COMP NEWS – A growing list of politicians on both sides of the political aisle are introducing legislation to raise teachers’ salaries.

There’s a growing list of politicians, conservatives and liberals alike, who back raising teacher pay.

But while members in both chambers of Congress, multiple governors and President Joe Biden all agree that the issue deserves attention, amid high inflation and an ongoing shortage of instructors, they disagree on whether it needs the federal government to offer a solution — and if so, how.

Nationally, teachers’ median pay was about $61,000 in 2021, according to the U.S. Bureau of Labor Statistics, meaning half of teachers made less than that and half made more.

Compensation can vary widely: California, Massachusetts and New York’s average teacher wages top $85,000 annually, labor statistics show, while Oklahoma and Mississippi on average pay teachers less than $50,000.

Last week, Arkansas’ Republican Gov. Sarah Huckabee Sanderssigned into law the LEARNS Act, a sweeping package which, among many other changes, increases the minimum salary for public and charter school teachers in her state from $36,000 to $50,000.\

Vermont Senator Bernie Sanders and other Democratic senators also began pushing for higher pay, proposing legislation that would raise public school teacher salaries even higher to $60,000.

Vermont Sen. Bernie Sanders wants to go further. On Thursday, he introduced the Pay Teachers Act which, like a similar legislative proposal in the House, would raise public school teacher salaries nationwide to $60,000 or higher.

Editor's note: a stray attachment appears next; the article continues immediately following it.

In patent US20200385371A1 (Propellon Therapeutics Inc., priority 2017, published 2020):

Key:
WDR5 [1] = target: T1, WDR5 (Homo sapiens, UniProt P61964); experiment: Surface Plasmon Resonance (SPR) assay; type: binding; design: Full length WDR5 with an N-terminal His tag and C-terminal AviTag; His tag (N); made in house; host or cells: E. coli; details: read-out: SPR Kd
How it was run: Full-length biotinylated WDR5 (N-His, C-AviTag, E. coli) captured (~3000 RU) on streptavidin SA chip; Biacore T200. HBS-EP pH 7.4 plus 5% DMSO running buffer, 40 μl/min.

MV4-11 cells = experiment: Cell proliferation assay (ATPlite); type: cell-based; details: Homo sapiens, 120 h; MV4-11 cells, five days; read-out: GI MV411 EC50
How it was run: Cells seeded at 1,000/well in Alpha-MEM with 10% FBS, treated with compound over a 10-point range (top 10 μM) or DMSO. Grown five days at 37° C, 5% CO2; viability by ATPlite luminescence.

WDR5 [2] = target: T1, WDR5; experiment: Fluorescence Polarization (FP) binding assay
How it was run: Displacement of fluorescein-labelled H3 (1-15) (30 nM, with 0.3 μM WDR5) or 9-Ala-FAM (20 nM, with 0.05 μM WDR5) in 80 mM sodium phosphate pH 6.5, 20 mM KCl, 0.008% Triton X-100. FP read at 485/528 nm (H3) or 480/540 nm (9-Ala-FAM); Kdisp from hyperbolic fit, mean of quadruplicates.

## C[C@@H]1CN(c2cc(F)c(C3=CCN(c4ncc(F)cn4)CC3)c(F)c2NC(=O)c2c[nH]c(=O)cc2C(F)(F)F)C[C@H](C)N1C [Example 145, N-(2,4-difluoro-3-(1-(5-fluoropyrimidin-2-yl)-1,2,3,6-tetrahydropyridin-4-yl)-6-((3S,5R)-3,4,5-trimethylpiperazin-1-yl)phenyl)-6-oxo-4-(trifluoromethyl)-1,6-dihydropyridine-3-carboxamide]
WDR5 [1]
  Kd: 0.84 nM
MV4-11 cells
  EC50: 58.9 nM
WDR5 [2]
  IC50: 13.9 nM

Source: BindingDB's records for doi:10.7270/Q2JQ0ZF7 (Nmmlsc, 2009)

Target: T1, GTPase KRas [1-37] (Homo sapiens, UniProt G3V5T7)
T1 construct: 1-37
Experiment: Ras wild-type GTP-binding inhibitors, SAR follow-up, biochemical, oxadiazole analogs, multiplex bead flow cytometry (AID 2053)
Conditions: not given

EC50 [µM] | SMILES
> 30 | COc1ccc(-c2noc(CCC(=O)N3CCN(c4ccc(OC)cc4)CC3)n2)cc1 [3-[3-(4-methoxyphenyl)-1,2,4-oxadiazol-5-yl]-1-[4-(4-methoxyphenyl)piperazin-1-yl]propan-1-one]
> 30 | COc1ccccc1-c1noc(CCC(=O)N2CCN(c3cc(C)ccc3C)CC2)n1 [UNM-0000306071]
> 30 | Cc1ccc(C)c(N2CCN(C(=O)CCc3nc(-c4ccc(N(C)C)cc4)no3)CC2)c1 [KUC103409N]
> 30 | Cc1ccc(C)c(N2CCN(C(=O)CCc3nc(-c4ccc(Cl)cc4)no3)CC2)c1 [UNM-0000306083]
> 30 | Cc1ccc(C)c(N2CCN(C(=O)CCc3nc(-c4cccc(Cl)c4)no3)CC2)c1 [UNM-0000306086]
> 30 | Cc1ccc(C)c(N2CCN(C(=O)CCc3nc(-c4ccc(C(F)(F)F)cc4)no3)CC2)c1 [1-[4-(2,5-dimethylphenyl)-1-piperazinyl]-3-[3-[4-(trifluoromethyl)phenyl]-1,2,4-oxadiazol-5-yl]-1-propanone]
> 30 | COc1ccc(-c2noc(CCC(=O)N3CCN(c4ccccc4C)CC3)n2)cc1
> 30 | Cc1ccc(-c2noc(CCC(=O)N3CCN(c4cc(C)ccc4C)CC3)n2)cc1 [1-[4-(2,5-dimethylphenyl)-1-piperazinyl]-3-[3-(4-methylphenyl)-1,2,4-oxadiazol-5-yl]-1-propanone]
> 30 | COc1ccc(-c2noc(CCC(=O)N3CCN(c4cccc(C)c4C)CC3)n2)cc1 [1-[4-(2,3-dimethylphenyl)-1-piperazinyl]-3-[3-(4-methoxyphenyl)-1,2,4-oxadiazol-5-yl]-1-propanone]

“There is a major teacher crisis in America and we need to significantly attract more people into the teaching profession,” Sanders, chairman of the Senate Committee on Health, Education, Labor and Pensions (HELP), told ABC News. “Probably the easiest — the fastest — way to do that is by raising the minimum salary to at least $60,000,” he said.

Sen. Mike Braun, R-Ind., who sits on the HELP committee with Sanders, said he supports the premise behind the bill but would like it to be tied to performance. Braun said a larger overhaul of the system may attract more educators.

Florida Democratic Rep. Frederica Wilson, a career educator, introduced the American Teacher Act last month with Rep. Jamaal Bowman, D-N.Y., a former principal. Their bill would incentivize states to raise minimum salaries to $60,000 for public K-12 teachers, through a grant program at the U.S. Department of Education, as well as mandate yearly increases congruent to inflation.

It remains to be seen whether these movements will coalesce into a piece of legislation that could pass in a divided Congress.

Whether there’s a majority in the currently divided Congress to pass either Sanders’ or Wilson and Bowman’s bill — or any push to increase teacher pay nationally — remains unknown. Other Republicans and Democrats disagree with how this issue should be handled and said they’re wary of Congress stepping in.

“There are constitutional questions, but there are also logical questions about it,” Sen. Marco Rubio, R-Fla., said. “I think everyone would love for teachers to make more, but teachers don’t work for the federal government, so they should talk to their school boards and state legislatures.”

The House’s Education and the Workforce Committee chairwoman, Rep. Virginia Foxx, advocated for increased teacher pay when she was in the North Carolina state legislature. Congress, however, shouldn’t force a national policy where the states would know better, she said.

To read more about legislative efforts to raise teachers’ salaries, click here.

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